After all the buildup, dull comedy on TBS debut of 'Conan'
A bit weirder and defiantly beardier, Conan O'Brien successfully transplanted his late-night talk show to basic cable network TBS on Monday night - successfully, that is, if the goal was merely to relocate it brick for brick, format for format, piece by predictable piece. Without a trace of innovation or deviation from the original recipe, "Conan" was mainly guided by the idea that the people want what the people want.
Well, who knows what the people want? A desk, a band, a couple of movie stars? A sweet-looking old lady (who works at a Nutcracker museum) who is co-opted into a "first guest" sketch that ironically mocks her cute squareness? A full moon on the set's backdrop that O'Brien can move by remote control? All that and more.
O'Brien, who has turned 47 in the intervening lull of the so-called late-night wars, seemed confident Monday that his deep-seated, well-tweeted, still peeved-at-NBC niche crowd is a strong enough demographic to sustain his shtick elsewhere on the dial.
"This is an exciting night. I'm glad to be on cable - truth is, I've dreamed of being a talk show host on basic cable ever since I was 46," O'Brien joked in his opening monologue, after a sketch that compared his late-night debacles in early 2010 to a mafia hit instead of a walk-away deal in which O'Brien was reportedly paid tens of millions of dollars.
"And things are going well already," he continued. "I'm happy to report that we're already number 1 in TBS's key demographic: people who can't afford HBO."
Then, right after that, he said, "I'm going to be honest: It's not easy doing a late-night show on a channel without a lot of money and that viewers have trouble finding. So that's why I left NBC."
After all, he is not just Conan O'Brien, he is Coco now - Coco unhinged, brandishing his usual Ivy-tinged snark and a guitar, jamming with his musical guest Jack White, which makes him just about the coolest cat of...2003. The show's vibe felt just desperate enough (where was the coolness? The nonchalance?) to lead a viewer to wonder how long it will last this time.
There were also a lot of jokes about that. "People ask me why I named the show 'Conan,'" O'Brien said. "I did it so I'd be harder to replace." The first episode - from opening sketch to monologue to banter with guests - took every opportunity to make light of O'Brien's unlikely journey from network TV to cable in barely nine months, and the idea that it could all end at any minute.
O'Brien's banter with his loyal sidekick, Andy Richter, was more funny in that regard, as the two tried on rubber "Ex-Talk Show Host" Halloween masks in O'Brien's unlicensed visage. "It's very authentic," Richter said, wearing a Coco mask. "Inside it smells like tears."
Some want O'Brien on whatever channel he lands on - partly because he's funny, but also for the lingering residue of resentment some have about his short-lived, seven-month misadventure as NBC's "Tonight Show" host, before the network decided to bring Jay Leno back to the 11:30 p.m. slot. Watching "Conan" now is as much as about not watching something or someone else, on a principle that seems to divide post-ironic viewers, for whom television is just an endless Mobius strip of jokes about being on television, from those who like their late-night comedy slightly more somnolent. (Except of course for everyone already watching Jon Stewart, Stephen Colbert, Jimmy Kimmel, Jimmy Fallon and Craig Ferguson. The fact is, for sharp humor, we've never had it better after the news, so long as we can hold off the snooze.)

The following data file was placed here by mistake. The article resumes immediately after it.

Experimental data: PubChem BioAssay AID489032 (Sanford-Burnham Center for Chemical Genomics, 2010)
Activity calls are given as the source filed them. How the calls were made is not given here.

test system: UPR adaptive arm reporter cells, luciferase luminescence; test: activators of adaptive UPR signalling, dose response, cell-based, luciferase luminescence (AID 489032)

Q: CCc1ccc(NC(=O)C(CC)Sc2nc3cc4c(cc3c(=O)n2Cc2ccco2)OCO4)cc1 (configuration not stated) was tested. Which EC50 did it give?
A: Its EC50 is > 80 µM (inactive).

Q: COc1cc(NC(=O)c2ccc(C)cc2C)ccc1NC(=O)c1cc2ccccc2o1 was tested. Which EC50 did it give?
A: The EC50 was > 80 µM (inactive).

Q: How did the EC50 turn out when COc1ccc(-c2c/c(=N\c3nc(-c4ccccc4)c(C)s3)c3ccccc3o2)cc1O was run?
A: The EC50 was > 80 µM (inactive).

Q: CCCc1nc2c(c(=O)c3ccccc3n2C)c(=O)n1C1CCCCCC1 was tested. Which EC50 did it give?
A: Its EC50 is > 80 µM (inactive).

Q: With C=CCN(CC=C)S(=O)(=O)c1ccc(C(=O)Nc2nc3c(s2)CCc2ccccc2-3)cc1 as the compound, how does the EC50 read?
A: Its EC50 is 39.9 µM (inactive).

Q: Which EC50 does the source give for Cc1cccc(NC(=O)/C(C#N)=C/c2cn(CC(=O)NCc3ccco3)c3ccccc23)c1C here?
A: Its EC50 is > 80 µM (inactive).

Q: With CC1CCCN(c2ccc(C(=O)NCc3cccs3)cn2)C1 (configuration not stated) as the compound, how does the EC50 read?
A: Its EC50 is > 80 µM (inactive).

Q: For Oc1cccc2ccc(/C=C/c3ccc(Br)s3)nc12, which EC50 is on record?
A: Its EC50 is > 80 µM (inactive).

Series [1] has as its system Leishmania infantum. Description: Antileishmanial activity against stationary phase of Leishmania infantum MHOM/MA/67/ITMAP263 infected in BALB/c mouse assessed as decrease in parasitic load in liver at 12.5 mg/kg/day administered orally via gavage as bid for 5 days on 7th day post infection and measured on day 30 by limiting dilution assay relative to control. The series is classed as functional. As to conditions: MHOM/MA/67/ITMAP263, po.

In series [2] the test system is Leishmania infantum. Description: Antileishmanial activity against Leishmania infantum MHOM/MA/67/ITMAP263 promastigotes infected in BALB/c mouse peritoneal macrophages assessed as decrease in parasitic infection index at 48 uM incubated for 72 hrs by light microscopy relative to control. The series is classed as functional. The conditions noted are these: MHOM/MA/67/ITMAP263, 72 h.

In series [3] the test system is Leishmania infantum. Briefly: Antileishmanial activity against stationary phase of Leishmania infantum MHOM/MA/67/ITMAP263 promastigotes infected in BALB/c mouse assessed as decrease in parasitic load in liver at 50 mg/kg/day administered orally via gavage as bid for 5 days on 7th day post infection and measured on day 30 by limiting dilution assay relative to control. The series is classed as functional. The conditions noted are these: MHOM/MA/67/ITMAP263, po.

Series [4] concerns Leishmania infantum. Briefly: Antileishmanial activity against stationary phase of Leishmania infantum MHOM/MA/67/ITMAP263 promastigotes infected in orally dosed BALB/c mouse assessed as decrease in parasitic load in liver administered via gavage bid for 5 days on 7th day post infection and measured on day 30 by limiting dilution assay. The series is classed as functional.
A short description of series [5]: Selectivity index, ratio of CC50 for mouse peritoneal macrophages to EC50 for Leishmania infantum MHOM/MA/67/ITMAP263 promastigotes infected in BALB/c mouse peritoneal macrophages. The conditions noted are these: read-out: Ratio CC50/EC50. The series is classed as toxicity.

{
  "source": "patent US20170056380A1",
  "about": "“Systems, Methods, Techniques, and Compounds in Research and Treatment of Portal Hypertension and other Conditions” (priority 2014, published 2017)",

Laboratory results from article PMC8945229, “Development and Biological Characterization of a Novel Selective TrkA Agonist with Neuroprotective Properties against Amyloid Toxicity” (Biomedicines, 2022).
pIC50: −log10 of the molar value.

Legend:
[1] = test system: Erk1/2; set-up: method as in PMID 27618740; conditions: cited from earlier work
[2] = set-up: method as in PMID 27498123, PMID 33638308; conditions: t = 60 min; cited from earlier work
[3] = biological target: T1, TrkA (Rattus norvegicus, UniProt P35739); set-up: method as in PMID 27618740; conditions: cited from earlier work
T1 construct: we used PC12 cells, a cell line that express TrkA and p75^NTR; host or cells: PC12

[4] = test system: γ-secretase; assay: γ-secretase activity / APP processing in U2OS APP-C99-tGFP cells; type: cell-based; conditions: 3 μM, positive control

It will be many more shows before "Conan" finds a way to distinguish itself - which leads to the question of whether it's fair to judge "Conan" on one episode.
Sure it is, if only because of the weeks and weeks of "Conan" ads on TV, on billboards, before movie trailers and online. You can't hype your first episode that hard and then expect a pass.
Which is why it's so odd that after all that buildup, Team Coco came forth with so much dull comedy - even if you factor in the renegade use of a self-pleasuring bear character, about whom much has been written, as O'Brien reportedly tussles with NBC over the rights to character sketches that used to appear on his old show.
Bear or no bear, "Conan's" debut seemed like it had been written hastily on Post-it notes, rather than the showing off the under-appreciated genius that its host has been fostering during his temporary television exile. An early sketch asked us to imagine this gazillionaire living in a tract house with a nagging wife and 14 hungry children, accepting work as a birthday clown and a Burger King wage slave.
It's a fine line with Coco. For every funny line he squeezed from his anger Monday night, he missed the point of pathos.
In the end, it's always difficult to watch America root wildly for a rich guy who had to leave one television gig for a relatively immediate chance at another. By the time O'Brien was rushing through interviews with his supportive guests - movie actor Seth Rogen, "Glee" star Lea Michele - it became clear that the expectations for "Conan" were just too darn high. For all his trying to reassert his place on TV, O'Brien forgot to look happy to be there. Up to the point that he began trading guitar riffs with White, he looked worried. The rock loosened him up.
He's not the future of comedy or the savior of all hipsterdom. He's a man at a desk, making jokes about himself while making chitchat with other famous people. Is it possible we have too much collective cultural energy invested in this strange art form?